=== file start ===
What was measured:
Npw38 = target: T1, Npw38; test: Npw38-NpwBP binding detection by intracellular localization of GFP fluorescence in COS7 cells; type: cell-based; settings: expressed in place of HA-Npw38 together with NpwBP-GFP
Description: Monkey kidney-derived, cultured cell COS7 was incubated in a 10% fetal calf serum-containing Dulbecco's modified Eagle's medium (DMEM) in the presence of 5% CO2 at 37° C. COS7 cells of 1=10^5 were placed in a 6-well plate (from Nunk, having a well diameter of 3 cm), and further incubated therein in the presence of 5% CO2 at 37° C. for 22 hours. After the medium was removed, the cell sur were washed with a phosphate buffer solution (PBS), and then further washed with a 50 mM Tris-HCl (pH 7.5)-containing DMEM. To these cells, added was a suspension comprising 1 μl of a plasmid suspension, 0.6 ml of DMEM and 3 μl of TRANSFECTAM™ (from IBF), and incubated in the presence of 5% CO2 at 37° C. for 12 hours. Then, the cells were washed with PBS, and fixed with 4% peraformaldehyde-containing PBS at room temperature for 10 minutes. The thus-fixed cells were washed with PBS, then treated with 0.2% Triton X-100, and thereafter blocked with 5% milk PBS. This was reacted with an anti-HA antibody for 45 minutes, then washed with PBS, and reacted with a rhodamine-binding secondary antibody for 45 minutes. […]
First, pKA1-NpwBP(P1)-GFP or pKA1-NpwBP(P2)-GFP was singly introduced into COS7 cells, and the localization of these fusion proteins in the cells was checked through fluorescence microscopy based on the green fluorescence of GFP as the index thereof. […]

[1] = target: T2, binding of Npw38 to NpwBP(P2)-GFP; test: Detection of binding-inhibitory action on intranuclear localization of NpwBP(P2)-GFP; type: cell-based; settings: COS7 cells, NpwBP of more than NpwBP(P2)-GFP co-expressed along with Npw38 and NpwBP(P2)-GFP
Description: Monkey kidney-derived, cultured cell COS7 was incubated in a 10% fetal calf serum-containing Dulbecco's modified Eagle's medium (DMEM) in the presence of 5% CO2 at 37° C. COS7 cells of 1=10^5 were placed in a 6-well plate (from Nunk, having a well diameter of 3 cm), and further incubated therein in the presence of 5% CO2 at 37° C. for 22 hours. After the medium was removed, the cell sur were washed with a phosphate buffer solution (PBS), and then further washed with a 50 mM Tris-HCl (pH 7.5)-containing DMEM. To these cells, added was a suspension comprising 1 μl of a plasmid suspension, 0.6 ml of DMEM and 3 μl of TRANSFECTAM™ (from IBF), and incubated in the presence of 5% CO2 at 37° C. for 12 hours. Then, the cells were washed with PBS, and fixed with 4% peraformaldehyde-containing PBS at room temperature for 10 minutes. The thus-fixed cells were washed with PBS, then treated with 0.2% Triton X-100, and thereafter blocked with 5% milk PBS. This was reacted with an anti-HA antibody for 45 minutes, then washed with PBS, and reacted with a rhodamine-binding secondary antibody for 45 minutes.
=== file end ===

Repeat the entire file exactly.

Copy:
What was measured:
Npw38 = target: T1, Npw38; test: Npw38-NpwBP binding detection by intracellular localization of GFP fluorescence in COS7 cells; type: cell-based; settings: expressed in place of HA-Npw38 together with NpwBP-GFP
Description: Monkey kidney-derived, cultured cell COS7 was incubated in a 10% fetal calf serum-containing Dulbecco's modified Eagle's medium (DMEM) in the presence of 5% CO2 at 37° C. COS7 cells of 1=10^5 were placed in a 6-well plate (from Nunk, having a well diameter of 3 cm), and further incubated therein in the presence of 5% CO2 at 37° C. for 22 hours. After the medium was removed, the cell sur were washed with a phosphate buffer solution (PBS), and then further washed with a 50 mM Tris-HCl (pH 7.5)-containing DMEM. To these cells, added was a suspension comprising 1 μl of a plasmid suspension, 0.6 ml of DMEM and 3 μl of TRANSFECTAM™ (from IBF), and incubated in the presence of 5% CO2 at 37° C. for 12 hours. Then, the cells were washed with PBS, and fixed with 4% peraformaldehyde-containing PBS at room temperature for 10 minutes. The thus-fixed cells were washed with PBS, then treated with 0.2% Triton X-100, and thereafter blocked with 5% milk PBS. This was reacted with an anti-HA antibody for 45 minutes, then washed with PBS, and reacted with a rhodamine-binding secondary antibody for 45 minutes. […]
First, pKA1-NpwBP(P1)-GFP or pKA1-NpwBP(P2)-GFP was singly introduced into COS7 cells, and the localization of these fusion proteins in the cells was checked through fluorescence microscopy based on the green fluorescence of GFP as the index thereof. […]

[1] = target: T2, binding of Npw38 to NpwBP(P2)-GFP; test: Detection of binding-inhibitory action on intranuclear localization of NpwBP(P2)-GFP; type: cell-based; settings: COS7 cells, NpwBP of more than NpwBP(P2)-GFP co-expressed along with Npw38 and NpwBP(P2)-GFP
Description: Monkey kidney-derived, cultured cell COS7 was incubated in a 10% fetal calf serum-containing Dulbecco's modified Eagle's medium (DMEM) in the presence of 5% CO2 at 37° C. COS7 cells of 1=10^5 were placed in a 6-well plate (from Nunk, having a well diameter of 3 cm), and further incubated therein in the presence of 5% CO2 at 37° C. for 22 hours. After the medium was removed, the cell sur were washed with a phosphate buffer solution (PBS), and then further washed with a 50 mM Tris-HCl (pH 7.5)-containing DMEM. To these cells, added was a suspension comprising 1 μl of a plasmid suspension, 0.6 ml of DMEM and 3 μl of TRANSFECTAM™ (from IBF), and incubated in the presence of 5% CO2 at 37° C. for 12 hours. Then, the cells were washed with PBS, and fixed with 4% peraformaldehyde-containing PBS at room temperature for 10 minutes. The thus-fixed cells were washed with PBS, then treated with 0.2% Triton X-100, and thereafter blocked with 5% milk PBS. This was reacted with an anti-HA antibody for 45 minutes, then washed with PBS, and reacted with a rhodamine-binding secondary antibody for 45 minutes.